PMI-Montréal project management blog
President Blog - Innovation and Project ManagementAuthor : Henri-Jean Bonnis, president
Innovation and project management
Why innovate? Why implement a new strategy or leave the status quo behind? A single answer : for performance.
Innovation is at the heart of businesses' need to grow, keep their momentum and gain market share. Businesses that can adapt, react quickly and maintain an open culture in the face of these disruptions are the champions of tomorrow.
Whatever the innovative idea, without solid project management to make it happen, without planning, implementation and operationalization, it will only remain a dream.
The concept of innovation is linked to disruption and interruption. In today's world, the only constant is change. There is no longer any choice but to manage this change, to plan it, so that it doesn't turn into chaos. Hence the importance of proper and sound project management to gain solid profits. Did you know that at least 15% of investments in innovation in North America are wasted because of poor project management? This figure is much too high.
Project management is unfortunately too often perceived as a method of control and monitoring. When properly used, it can produce much more and represent a concrete and easy response to the challenges that come with innovation.
A true transformation tool, project management links strategy with an increased ability to deliver value for an organization.
But how do you, as a manager or project management professional, reconcile innovation with often rigid organizational structures? How can you combine flexibility with the annual budget process, which constrains R&D or capital expenditure during the year?
And for starters, what is innovation?
There are several definitions of innovation. One that I particularly like, because it is very straightforward, is the following: Innovation is the ability to market new ideas.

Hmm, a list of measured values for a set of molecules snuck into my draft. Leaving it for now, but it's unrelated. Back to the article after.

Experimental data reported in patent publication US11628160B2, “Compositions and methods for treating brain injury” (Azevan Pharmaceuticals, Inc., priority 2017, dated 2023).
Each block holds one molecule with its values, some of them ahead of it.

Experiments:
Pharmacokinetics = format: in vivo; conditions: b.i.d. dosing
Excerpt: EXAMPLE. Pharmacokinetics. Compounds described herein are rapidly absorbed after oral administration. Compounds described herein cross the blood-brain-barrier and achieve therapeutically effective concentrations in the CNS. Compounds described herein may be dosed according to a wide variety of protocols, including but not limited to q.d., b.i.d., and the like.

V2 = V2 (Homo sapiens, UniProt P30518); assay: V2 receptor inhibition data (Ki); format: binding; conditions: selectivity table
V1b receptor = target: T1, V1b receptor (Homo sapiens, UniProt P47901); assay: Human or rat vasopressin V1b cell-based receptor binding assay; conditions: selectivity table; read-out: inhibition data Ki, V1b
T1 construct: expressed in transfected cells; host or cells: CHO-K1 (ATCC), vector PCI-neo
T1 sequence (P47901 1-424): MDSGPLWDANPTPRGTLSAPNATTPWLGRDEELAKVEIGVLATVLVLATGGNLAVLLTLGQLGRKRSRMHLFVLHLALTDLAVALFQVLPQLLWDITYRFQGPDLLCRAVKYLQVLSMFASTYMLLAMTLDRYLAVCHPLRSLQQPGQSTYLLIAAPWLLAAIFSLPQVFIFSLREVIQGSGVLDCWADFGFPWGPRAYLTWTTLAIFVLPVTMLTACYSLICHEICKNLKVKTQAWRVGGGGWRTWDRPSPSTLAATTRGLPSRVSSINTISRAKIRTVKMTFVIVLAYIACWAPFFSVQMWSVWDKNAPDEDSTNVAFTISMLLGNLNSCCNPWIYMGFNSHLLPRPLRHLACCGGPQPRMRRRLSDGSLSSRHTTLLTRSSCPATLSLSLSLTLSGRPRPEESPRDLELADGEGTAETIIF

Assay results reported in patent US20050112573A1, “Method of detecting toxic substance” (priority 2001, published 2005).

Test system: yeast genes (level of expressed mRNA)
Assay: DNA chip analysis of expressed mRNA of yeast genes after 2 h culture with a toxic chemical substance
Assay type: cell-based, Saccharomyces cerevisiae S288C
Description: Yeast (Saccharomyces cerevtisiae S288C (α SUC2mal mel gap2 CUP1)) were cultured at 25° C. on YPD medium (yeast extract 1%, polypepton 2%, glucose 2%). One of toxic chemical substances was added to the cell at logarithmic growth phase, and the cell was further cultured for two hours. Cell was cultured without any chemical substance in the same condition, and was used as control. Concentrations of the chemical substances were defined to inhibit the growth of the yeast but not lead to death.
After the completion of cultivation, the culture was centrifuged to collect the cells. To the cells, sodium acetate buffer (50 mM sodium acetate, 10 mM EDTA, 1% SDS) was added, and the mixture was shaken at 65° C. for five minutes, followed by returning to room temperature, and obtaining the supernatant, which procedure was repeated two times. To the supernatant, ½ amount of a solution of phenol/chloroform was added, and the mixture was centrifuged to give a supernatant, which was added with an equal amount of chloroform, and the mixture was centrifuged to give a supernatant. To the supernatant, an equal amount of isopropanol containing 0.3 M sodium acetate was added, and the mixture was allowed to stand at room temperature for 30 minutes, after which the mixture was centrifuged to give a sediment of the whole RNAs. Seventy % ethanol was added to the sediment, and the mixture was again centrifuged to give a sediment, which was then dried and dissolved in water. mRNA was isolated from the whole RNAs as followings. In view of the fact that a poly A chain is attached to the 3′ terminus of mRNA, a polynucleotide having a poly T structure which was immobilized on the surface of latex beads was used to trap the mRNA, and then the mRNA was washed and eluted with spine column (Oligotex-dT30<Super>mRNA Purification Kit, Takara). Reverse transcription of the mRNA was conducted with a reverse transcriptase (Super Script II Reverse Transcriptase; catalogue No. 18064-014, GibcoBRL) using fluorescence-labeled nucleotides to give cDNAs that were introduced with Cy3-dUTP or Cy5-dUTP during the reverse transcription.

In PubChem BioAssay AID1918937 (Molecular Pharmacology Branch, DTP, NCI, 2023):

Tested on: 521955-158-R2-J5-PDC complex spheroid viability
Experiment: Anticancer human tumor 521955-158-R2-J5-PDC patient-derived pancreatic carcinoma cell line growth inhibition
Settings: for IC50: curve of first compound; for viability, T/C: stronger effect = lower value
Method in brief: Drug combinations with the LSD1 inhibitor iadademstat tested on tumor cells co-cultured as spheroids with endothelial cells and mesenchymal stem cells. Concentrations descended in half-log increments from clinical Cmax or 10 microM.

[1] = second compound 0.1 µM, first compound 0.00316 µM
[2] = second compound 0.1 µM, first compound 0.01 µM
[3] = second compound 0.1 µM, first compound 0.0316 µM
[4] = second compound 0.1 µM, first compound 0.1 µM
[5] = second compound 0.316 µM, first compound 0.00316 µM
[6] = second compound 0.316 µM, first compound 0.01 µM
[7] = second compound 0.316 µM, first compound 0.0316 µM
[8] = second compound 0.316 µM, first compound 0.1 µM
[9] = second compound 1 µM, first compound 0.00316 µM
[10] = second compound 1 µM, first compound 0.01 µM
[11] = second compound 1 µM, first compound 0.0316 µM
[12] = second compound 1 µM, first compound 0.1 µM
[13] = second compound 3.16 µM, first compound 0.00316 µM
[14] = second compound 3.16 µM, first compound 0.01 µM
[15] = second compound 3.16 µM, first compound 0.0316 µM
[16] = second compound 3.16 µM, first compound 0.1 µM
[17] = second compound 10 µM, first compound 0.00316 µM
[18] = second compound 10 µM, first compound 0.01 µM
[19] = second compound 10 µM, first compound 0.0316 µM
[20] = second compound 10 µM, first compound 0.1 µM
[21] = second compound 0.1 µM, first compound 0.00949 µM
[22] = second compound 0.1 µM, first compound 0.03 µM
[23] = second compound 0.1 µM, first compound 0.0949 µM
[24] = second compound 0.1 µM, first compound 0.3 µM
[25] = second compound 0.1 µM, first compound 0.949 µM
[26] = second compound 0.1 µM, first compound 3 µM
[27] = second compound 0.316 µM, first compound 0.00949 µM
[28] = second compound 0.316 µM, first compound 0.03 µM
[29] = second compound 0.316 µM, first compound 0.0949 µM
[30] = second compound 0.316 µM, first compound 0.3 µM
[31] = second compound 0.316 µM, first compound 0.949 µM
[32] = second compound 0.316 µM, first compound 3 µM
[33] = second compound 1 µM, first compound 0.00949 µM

In other words, delivering projects from a well-established business case. Innovation consists in analyzing the market and adapting to it, but more often than not, you need to change paradigms, review business models and refocus on the needs of consumer and users.
It's also important to revisit our traditional project management tools to use them as innovation drivers. For example, portfolio management should be an important part of your innovation process, by reserving part of your portfolio for emerging initiatives during the fiscal year. Proceeding this way makes it possible to respect the budgetary framework while securing the required flexibility to take on new initiatives along the way.
In addition, you can explore different modes of delivery besides waterfall and agile project management. There are several hybrid delivery methods that can be adapted to your organization and your business challenges.
But above all, give yourself the leeway to make mistakes and involve executives in the discussion. This is the basis of an agile organization that can adapt to threats and seize opportunities. Again, project management offers some very concrete solutions to do all this.
How can these competitive advantages be used?
The Project Management Institute, always at the forefront of trends in project management, performed an in-depth survey of PM Leaders as part of its Next Projects series. It invites us to embrace and use the competitive advantage brought about by the most disruptive elements that arise. You can find this study here.
If you'd like to learn more, I invite you to read this study and contact us.
Happy project managing!
Henri-Jean Bonnis, Eng., MSc. (A), PMP
President of PMI-Montreal